I too am a tidy person, to the degree I can be, oldsoldier
The reason you had no untoward results having both Norton & AVG running was probably due to how they were configured to run.
If both were set to to scan continously and be auto-updated constantly, then some problems may have surfaced.
You may simply delete the Grisoft folder.
You need not open any of the files before you do.
That folder was essentially for backups to what the AV software did for you.
Without it's presence, or in light of your decision not to re-install it, those files in that folder are useless.
I should mention I uninstalled Norton in favor of AVG because:
1. Norton updates less frequently than AVG, and isn't effective against as many new variants as the Grisoft has been in the last couple of years.
2. Norton costs more.
3. Norton, when uninstalled, is also messy. It seems to me to require more system resources to do less for me. An opinion based on a couple years of observation, and reading countless HJT logs where it is installed and serious malware problems also co-exist.
4. Norton offers several products. I've had most installed at one time or another.
I bought the System Works Suite in 2002. It deeply embeds into winXP when you use all the features of it, and slows the PC down considerably doing so. If you do not use a similar product, then you will not have similar experiences. The anti-virus aspect of it alone did prove IMHO to be marginally adequate.
Microsoft Beta 1 is not anti-virus software.
As an anti-spyware program, you can certainly benefit from also having it on your PC.
Win98 & Win XP differ significantly. MS Beta is for WinXP. It is not buggy,
in my experience using it. The "fear" is not justified. It is a very effective program, and can be used
in several ways. To block malware, to delete all traces of malware and to understand how the malware exploits vulnerabilities, also.
Until July of this year (at least) it is free. It is a program Microsoft bought from an English firm and has had a very good reputation up to that point.
A preview of it can be viewed within the special forum setup to discuss it, and tutorials regarding it's use also. here
Safe Mode in winXP is fairly straight forward to use.
It is designed to provide the desktop and start menu for you without any unnecessary programs running from the startup. By eliminating them, and those include all drivers (software) for higher levels of operation involving the display
(monitor) and browser (Internet Explorer), the system is basically operating on a barebones basis. Most (but not all) malware will not be operating in safe mode for this reason. The vulnerabilities they exploit often depend on full system operation.
For these, and other reasons, the safe mode (and other modes available in the
special startup that safe mode is part of) is provided for diagnostic purposes.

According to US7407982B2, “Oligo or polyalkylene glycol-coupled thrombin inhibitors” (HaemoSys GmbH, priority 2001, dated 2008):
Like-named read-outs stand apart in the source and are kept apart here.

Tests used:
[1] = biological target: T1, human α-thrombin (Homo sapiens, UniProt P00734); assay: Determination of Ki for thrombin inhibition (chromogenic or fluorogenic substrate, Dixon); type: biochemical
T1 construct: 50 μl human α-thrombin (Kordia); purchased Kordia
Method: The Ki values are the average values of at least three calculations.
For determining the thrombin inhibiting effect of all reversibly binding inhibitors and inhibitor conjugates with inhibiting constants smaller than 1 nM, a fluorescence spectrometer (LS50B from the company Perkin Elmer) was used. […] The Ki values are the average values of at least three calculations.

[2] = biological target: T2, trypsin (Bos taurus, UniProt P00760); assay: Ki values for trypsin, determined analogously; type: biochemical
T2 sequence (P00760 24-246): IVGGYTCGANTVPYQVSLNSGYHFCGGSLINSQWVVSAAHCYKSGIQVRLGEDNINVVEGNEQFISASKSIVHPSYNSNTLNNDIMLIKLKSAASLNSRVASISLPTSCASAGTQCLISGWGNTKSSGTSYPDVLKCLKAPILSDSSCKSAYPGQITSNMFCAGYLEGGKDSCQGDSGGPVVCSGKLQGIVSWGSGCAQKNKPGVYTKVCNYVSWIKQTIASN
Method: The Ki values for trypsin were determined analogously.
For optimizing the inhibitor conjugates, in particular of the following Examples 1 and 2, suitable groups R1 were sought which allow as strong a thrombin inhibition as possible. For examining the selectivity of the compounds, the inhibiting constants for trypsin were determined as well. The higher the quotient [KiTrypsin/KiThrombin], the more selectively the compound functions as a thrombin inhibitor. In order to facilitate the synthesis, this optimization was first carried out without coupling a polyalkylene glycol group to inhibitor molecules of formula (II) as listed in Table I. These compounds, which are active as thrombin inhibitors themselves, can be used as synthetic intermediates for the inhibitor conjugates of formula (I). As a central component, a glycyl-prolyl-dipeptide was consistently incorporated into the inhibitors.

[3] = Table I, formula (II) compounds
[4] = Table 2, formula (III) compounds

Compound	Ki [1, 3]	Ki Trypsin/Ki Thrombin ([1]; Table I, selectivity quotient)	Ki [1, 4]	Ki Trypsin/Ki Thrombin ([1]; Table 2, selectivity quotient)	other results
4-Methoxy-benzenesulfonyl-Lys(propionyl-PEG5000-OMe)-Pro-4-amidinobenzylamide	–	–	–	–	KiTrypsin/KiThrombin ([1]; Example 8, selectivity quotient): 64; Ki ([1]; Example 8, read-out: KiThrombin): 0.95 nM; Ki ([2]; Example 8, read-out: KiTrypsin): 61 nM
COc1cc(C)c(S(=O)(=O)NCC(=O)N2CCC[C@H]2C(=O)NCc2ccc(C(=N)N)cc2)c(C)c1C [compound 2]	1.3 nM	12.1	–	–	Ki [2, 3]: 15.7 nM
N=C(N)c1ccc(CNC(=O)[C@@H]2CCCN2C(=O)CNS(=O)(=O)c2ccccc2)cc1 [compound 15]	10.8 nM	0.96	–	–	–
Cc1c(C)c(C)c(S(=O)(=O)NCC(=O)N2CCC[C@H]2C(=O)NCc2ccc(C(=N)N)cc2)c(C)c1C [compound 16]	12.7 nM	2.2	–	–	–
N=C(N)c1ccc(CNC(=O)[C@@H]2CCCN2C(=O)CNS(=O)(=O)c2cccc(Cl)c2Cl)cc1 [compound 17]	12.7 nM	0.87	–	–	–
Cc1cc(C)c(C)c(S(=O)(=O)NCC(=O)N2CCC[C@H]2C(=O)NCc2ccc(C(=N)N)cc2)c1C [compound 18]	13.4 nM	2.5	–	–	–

It allows one to accomplish uninstalls, installations, and activities like malware scans in an environment that has fewer factors to contend with. File activities, in particular deletions, are less restrictive due to the fewer constraints on those files. You might encounter a error message trying to delete a bad or unnecessary folder or file in normal mode because "a system operation is using it" where this will not happen in safe mode.
You will not have the mouse functionality when you first make the choices getting into safe mode. You will be presented with a simple display mode 'console".
You can choose "Last Known Good Configurations", which is useful to restore your system if something you did to it caused a problem. You can select to start with networking, should you have more than one PC involved, or the safe mode itself. The choices are available by using the up & down arrow keys on your keyboard and the enter key. Once you approve your choices, you will experience the desktop in default 480 X 600 screeen resolution and may continue using the mouse normally, to do most anything you would normally do.
A tutorial on safe mode in win XP is HERE
You may do either of two things to get in:
Press your start button, then select Run from the start menu and type msconfig
and when the System Utility console appears, select boot in safe mode and reboot.
reboot, and when the cycle begins, tap the F8 key continuously until the "DOS Console" appears and you are presented with the prompts that will lead to what I described above.
Deletion of any files like those you describe in your post can easily be done in safe mode, and simply empty your recycle bin after you exit, that way you can have an opportunity to restore them if you find (although I doubt you will) any untoward results have occured.
One last note. Should you choose the Last Known Good Configuration option, the reboot immediately following that will generally take a little longer than usual since the OS will be assessing the whole situation. If you choose this option when no system changes effecting things have been done in the immediate past, no changes will be made to accomodate the request, yet the slower boot will still occur.
The feature is designed for your assistance in operating windows.
It is a good one to know and understand.
Edited by phawgg, 09 April 2005 - 01:45 PM.